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Re: Conservative GC isn't safe

From: Daniel Colascione
Subject: Re: Conservative GC isn't safe
Date: Mon, 28 Nov 2016 11:18:32 -0800
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On 11/28/2016 10:03 AM, Stefan Monnier wrote:
How would you assert dynamically that if an interval is reachable, its
owning string or buffer must be too?
You don't.  You check it statically (by a human).
It's not enough for the variable holding the reference to the string
or buffer to be in scope: you have to be sure that the reference
isn't dead.
It should be: if it's in scope, it's not dead.
That's not the case.

In general, no, but in this specific case I think it always will.
E.g. because in order to be in the process of working on the intervals of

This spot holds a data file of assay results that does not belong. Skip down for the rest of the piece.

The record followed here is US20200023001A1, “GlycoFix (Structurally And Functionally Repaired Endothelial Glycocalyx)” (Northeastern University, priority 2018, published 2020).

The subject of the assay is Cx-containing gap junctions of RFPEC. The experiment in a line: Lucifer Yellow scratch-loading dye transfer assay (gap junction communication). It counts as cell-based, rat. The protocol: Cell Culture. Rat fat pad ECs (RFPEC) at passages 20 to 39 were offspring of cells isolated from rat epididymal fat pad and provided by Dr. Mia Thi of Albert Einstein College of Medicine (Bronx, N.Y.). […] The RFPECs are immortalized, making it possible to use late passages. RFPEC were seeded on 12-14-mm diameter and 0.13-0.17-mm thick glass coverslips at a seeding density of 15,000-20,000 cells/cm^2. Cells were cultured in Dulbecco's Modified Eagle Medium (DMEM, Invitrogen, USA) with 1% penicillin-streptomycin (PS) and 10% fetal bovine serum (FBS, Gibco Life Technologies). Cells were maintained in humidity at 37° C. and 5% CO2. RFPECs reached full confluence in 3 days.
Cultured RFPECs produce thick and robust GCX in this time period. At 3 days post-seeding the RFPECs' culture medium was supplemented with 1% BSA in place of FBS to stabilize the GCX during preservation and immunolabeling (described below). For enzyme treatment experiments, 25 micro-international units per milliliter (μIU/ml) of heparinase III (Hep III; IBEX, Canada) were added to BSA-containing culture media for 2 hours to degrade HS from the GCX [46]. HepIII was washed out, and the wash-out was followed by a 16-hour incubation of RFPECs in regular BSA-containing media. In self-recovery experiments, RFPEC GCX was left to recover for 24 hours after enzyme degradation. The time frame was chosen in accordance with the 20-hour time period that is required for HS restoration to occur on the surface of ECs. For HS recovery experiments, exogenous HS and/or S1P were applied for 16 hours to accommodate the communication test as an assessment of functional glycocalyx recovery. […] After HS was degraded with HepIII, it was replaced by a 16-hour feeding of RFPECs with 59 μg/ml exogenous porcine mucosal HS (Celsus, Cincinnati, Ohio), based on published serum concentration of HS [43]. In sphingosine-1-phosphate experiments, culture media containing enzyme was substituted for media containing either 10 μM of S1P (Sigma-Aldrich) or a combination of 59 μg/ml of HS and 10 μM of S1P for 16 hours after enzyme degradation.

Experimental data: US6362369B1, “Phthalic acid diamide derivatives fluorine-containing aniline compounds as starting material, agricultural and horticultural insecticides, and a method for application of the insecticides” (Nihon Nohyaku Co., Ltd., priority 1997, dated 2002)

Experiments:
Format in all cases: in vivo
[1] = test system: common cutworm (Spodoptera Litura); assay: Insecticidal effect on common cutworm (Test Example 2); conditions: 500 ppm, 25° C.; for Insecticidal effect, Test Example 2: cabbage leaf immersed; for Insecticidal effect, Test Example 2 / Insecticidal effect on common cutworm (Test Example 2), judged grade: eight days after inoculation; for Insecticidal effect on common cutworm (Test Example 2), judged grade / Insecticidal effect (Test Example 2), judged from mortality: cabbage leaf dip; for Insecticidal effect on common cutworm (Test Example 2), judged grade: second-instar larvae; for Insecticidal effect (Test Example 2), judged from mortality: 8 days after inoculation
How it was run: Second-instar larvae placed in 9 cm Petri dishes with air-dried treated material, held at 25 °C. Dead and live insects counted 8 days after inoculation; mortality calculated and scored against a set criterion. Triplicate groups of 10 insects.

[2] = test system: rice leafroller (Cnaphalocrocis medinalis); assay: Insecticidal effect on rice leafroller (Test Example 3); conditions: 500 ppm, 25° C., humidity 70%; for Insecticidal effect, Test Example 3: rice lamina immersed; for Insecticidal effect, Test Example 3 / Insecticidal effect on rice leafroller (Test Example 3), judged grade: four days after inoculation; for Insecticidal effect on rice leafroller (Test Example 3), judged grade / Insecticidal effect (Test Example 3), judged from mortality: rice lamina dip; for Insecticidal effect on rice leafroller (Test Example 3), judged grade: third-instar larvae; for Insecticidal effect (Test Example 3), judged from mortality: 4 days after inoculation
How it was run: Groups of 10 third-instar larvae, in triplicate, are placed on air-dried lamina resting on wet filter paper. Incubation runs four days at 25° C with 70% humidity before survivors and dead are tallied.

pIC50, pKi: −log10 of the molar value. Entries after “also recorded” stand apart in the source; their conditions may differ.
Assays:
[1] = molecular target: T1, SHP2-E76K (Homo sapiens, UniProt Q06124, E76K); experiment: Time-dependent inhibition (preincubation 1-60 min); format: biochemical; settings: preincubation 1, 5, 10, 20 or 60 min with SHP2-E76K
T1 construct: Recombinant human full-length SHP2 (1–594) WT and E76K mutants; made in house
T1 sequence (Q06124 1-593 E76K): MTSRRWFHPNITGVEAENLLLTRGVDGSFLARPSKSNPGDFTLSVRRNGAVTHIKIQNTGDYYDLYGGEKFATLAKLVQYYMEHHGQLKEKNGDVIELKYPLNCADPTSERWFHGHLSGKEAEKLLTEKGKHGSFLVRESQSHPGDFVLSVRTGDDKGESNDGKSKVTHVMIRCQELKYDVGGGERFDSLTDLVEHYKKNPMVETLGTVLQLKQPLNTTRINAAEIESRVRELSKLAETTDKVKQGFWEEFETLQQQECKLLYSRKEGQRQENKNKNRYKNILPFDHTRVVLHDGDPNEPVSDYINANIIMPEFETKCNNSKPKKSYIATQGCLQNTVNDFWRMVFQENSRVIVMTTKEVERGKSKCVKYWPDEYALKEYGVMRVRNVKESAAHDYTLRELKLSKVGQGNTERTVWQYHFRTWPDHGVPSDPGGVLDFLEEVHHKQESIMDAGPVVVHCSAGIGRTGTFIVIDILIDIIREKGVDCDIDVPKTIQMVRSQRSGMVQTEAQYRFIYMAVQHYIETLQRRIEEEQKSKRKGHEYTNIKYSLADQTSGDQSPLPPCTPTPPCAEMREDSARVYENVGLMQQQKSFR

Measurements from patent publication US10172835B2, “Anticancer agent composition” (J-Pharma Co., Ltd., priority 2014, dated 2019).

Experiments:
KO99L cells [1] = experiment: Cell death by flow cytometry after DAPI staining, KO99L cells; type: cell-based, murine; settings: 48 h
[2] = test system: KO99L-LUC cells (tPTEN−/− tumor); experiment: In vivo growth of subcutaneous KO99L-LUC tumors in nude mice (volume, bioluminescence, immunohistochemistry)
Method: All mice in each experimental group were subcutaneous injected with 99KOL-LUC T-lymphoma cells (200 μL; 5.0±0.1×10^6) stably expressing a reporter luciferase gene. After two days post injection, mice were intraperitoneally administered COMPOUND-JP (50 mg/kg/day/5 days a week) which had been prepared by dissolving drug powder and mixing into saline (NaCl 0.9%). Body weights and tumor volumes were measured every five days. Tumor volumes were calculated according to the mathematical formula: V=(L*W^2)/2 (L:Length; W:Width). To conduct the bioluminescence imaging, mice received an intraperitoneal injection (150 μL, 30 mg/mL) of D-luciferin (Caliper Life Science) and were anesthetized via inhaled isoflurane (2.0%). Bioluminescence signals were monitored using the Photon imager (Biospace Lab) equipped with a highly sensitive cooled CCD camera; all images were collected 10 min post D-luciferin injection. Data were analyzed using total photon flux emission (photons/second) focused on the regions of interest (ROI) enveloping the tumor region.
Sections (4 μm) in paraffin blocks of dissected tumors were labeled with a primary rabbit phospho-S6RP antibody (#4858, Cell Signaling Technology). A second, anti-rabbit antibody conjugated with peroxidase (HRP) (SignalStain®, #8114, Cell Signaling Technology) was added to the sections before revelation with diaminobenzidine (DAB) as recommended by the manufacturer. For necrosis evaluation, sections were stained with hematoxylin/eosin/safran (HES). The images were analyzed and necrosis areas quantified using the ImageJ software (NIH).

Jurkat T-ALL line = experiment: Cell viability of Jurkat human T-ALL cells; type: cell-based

a buffer, that buffer needs to be not just reachable but buffer-live-p,
so you'd have to mess with buffer-alist before the buffer can be
reclaimed, which is highly unlikely to happen within the functions that
manipulate intervals.

For strings, the argument might not be as strong.  Maybe code like
(ignore (propertize "foo" 'a 'b)) could lead to us working on an
unreachable string, so it could get GC'd while we manipulate its

So for those cases, I guess the main safety argument we have is that we
will not call the GC while we're in the middle of manipulating struct
interval objects.

It's not just strings and buffers and intervals. What about cons cells? There's nothing wrong with getting a cons from something, doing something that might GC with its car, then doing something that might GC with its cdr. There's nothing stopping the compiler from keeping a pointer to the cdr instead of the car and indexing when it's time to dereference the cons and get the cdr out of it.

It's legal for the compiler to emit code that does things like this. That it hasn't happened yet is no guarantee that it won't in the future.

Let me ask again: we already have all the runtime data we need for more conservative GC. Where is the resistance to the idea coming from?

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